House Elections in Indiana

May 16, 2010

In 2006, Indiana was the harbinger of doom for Republicans. With their polls closing early and three vulnerable Rep-held seats, you knew the election would be bad when all three of them fell. With any luck, 2010 can be the reverse. All three of those seats are once again competitive, and perhaps all three can switch back to Red. It’ll still be tough to do, but tough is not impossible. So while the Senate seat is the big draw here, keep your eye on the House as well.

The big question is whether or not the 2008 election was an anomaly or not. Indiana’s swing left was, if I recall correctly, the largest in the nation. How a state that went from a reliably Republican state surrounded by blue states to voting for Obama (this is despite the fact that he only got ~50% in the primary against Hillary) is beyond me. Even weirder, it happened at the same time that the state was reelecting Mitch Daniels (the mild-mannered version of Chris Christie) as governor by a wide margin. So is Indiana’s experiment with leftism over? We hope so.

During the primary, we had proof that the Tea Party is very active in the state, but unfortunately their presence can be summed up as “close but no cigar.” While Stutzman’s challenge of Coats was well known, two Republican incumbents in the House were nearly picked off, and would have been if the anti-incumbent votes weren’t split. Let us hope they don’t become discouraged by these results, and that there’s still enough enthusiasm in November.
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Illinois House Races 2010

May 10, 2010

Illinois looks like an exciting state in 2010, with both competitive Senate and Governor races. The grassroots may have been disappointed in the primary, but there really is no reason for that. There was no serious challenge to Kirk, and while the Tea Party candidate didn’t win the Governor spot, the winner is a solid conservative. In truth, this may bode well for downstream races. You have an unassuming moderate running against a shifty banker to bring the squishy Republicans out, and a downstate conservative to bring out the base. Not too bad. Unfortunately, all other state considerations seem to go against the Republicans. The State Party is one of the worst in the nation (they were, after all, the ones that all but conceded the Senate race to Obama 6 years ago), and the Dem incumbents are very well funded. Meanwhile, the question remains if the Dems will be motivated to insure no embarrassing losses in Obama’s home state. And yet, they were just as motivated to avoid embarrassment in the DNC Chair’s home state of VA in 2009, and look how that turned out.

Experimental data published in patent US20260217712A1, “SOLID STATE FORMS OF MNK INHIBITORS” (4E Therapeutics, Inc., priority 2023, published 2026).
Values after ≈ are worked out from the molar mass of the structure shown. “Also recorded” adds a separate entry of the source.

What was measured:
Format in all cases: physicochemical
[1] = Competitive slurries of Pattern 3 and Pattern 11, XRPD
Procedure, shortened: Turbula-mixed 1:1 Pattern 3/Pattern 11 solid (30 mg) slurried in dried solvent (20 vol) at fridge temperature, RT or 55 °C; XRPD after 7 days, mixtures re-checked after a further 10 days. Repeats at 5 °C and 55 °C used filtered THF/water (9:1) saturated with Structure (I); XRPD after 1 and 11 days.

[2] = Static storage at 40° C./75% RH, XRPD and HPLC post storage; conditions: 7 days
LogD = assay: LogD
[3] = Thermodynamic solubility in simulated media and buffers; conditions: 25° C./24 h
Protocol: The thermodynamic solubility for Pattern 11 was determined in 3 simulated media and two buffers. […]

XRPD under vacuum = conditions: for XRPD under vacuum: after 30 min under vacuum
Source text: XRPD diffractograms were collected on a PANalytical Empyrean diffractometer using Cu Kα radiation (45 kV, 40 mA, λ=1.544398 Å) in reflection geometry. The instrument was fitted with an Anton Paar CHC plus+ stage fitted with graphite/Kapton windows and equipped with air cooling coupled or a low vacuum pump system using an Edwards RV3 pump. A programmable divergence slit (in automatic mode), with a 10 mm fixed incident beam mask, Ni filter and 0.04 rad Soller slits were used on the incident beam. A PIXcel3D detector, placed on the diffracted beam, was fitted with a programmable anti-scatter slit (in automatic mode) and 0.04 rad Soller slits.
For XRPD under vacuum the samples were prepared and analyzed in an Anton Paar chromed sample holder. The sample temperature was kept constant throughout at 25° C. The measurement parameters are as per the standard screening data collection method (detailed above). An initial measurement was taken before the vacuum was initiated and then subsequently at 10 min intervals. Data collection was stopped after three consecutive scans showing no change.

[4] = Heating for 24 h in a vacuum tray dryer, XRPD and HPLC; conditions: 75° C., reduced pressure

The good news? Judging by how the primary went in downstream races, the Tea Party is rather active in Illinois. If that’s true, hopefully the grassroots enthusiasm will continue through November. I count 5 competitive House races here, with 4 of them being held by Dems.
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Why Bayh’s goodbye makes Pelosi cry

February 15, 2010

OK, quick recap for those who have been living under a rock (then how did you end up here?!?). Sen. Evan Bayh (D-IN) announced today that he would not seek reelection, basically because he’s sick of Congress (can’t argue with him there). He seemed likely to win reelection, although being a Dem in a red state this year the Reps had a decent shot at picking it up. With his exit, there’s a better road to hitting 50 seats for the Republican party, something that’s not going to make the Dems happy. Even weirder, the deadline for filing signatures to get on the primary ballot is tomorrow, and it appears likely that there will be no one on for the Dems*. Assuming that’s the case**, the Dems will hold a caucus to choose their candidate.

Now, let’s look at this from a Dem’s perspective. This isn’t necessarily a lost cause for them like, say, Arkansas or N Dakota is. After all, the Rep candidate is going to be either a has been (Coats), a guy who can’t campaign (Hostetler), or a nobody (Stutzman). Meanwhile, they’d get to hand pick their candidate. And while some on the Right are claiming that the caucus format would lead to a loony Lefty getting nominated, that’s not really the case. The people doing the nomination will be smart, politically active, motivated folks, and they’ll choose someone who’s at least viable. To the Dem perspective, this is still a winnable seat. And so they will choose a candidate who gives them a good chance to win.
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Why I like Scott Brown

January 16, 2010

Scott Brown doesn’t seem to be your typical politician. Well, let’s face it, he’s a Republican running for Senator in Massachusetts, and might actually win. That’s bizarre enough. But he gave an interview with Real Clear Politics and said something that most politicians probably wish they could say or actually do say at times, but I never believe them. Maybe I’m naive, but I actually do believe Mr Brown here.

I don’t want to be beholden to anybody. I don’t owe anybody anything. Martha Coakley is in lock-step with all the special interests, she’s part of the Democratic machine in Massachusetts. And she’ll be the same way in Washington.

One of the things that’s made me an effective legislator in a highly and heavily-controlled Democrat area is to look at each bill on its own merits. I’ve never been anybody whose vote can be taken for granted. People need to earn my vote. If it’s a good piece of legislation that is a Democrat piece and is good for my state, and it makes sense for the people of the United States, then it’s possible I’ll support it. But for anyone to think that I’m going to be in lock-step with anybody, I think they’re mistaken.

This is what we need in Washington. It’s easy to say no when the other party is in power. But as Evan Bayh and Ben Nelson and Blanche Lincoln proved, it’s not so easy when your party is in power. It’s not so easy when you’re being pressured to toe the line on something that’s just a bad idea in general and has flaws galore in it, but the President in your party really really wants it. The Democrats aren’t doing it now, and the Republicans didn’t do it from 2001-2006. It’s why we hate both parties. So will Scott Brown be one to buck the trend?